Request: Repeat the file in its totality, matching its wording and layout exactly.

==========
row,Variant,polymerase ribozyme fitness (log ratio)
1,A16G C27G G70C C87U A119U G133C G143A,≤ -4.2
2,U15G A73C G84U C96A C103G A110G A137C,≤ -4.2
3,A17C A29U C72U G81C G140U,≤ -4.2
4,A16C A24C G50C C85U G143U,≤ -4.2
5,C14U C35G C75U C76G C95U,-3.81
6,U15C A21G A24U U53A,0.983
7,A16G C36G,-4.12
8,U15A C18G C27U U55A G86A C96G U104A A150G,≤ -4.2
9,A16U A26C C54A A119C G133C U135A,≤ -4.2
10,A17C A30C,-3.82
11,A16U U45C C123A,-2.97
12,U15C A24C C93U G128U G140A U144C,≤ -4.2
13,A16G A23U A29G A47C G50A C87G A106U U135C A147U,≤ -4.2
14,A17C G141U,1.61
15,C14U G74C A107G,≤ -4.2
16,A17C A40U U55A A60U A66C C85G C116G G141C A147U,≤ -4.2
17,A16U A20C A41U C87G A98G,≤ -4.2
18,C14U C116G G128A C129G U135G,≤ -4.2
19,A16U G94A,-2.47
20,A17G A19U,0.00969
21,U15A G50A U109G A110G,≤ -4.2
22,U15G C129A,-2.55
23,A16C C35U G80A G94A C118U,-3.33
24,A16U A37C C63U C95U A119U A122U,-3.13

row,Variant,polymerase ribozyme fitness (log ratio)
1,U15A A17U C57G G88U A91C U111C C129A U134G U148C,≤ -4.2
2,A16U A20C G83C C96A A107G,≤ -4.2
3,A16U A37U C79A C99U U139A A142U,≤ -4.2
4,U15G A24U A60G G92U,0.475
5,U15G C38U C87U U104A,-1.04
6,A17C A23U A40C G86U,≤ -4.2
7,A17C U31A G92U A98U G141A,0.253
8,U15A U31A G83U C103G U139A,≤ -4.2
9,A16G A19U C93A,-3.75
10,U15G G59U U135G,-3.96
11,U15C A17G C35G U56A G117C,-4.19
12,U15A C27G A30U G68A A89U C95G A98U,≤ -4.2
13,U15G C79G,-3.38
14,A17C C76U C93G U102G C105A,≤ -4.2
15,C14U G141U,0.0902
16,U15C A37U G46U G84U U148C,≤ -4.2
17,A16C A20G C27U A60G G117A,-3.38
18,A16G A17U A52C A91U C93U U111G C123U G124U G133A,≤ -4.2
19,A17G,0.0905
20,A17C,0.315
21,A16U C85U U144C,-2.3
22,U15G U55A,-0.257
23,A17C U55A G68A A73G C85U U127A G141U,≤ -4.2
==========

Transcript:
row,Variant,polymerase ribozyme fitness (log ratio)
1,A16G C27G G70C C87U A119U G133C G143A,≤ -4.2
2,U15G A73C G84U C96A C103G A110G A137C,≤ -4.2
3,A17C A29U C72U G81C G140U,≤ -4.2
4,A16C A24C G50C C85U G143U,≤ -4.2
5,C14U C35G C75U C76G C95U,-3.81
6,U15C A21G A24U U53A,0.983
7,A16G C36G,-4.12
8,U15A C18G C27U U55A G86A C96G U104A A150G,≤ -4.2
9,A16U A26C C54A A119C G133C U135A,≤ -4.2
10,A17C A30C,-3.82
11,A16U U45C C123A,-2.97
12,U15C A24C C93U G128U G140A U144C,≤ -4.2
13,A16G A23U A29G A47C G50A C87G A106U U135C A147U,≤ -4.2
14,A17C G141U,1.61
15,C14U G74C A107G,≤ -4.2
16,A17C A40U U55A A60U A66C C85G C116G G141C A147U,≤ -4.2
17,A16U A20C A41U C87G A98G,≤ -4.2
18,C14U C116G G128A C129G U135G,≤ -4.2
19,A16U G94A,-2.47
20,A17G A19U,0.00969
21,U15A G50A U109G A110G,≤ -4.2
22,U15G C129A,-2.55
23,A16C C35U G80A G94A C118U,-3.33
24,A16U A37C C63U C95U A119U A122U,-3.13

row,Variant,polymerase ribozyme fitness (log ratio)
1,U15A A17U C57G G88U A91C U111C C129A U134G U148C,≤ -4.2
2,A16U A20C G83C C96A A107G,≤ -4.2
3,A16U A37U C79A C99U U139A A142U,≤ -4.2
4,U15G A24U A60G G92U,0.475
5,U15G C38U C87U U104A,-1.04
6,A17C A23U A40C G86U,≤ -4.2
7,A17C U31A G92U A98U G141A,0.253
8,U15A U31A G83U C103G U139A,≤ -4.2
9,A16G A19U C93A,-3.75
10,U15G G59U U135G,-3.96
11,U15C A17G C35G U56A G117C,-4.19
12,U15A C27G A30U G68A A89U C95G A98U,≤ -4.2
13,U15G C79G,-3.38
14,A17C C76U C93G U102G C105A,≤ -4.2
15,C14U G141U,0.0902
16,U15C A37U G46U G84U U148C,≤ -4.2
17,A16C A20G C27U A60G G117A,-3.38
18,A16G A17U A52C A91U C93U U111G C123U G124U G133A,≤ -4.2
19,A17G,0.0905
20,A17C,0.315
21,A16U C85U U144C,-2.3
22,U15G U55A,-0.257
23,A17C U55A G68A A73G C85U U127A G141U,≤ -4.2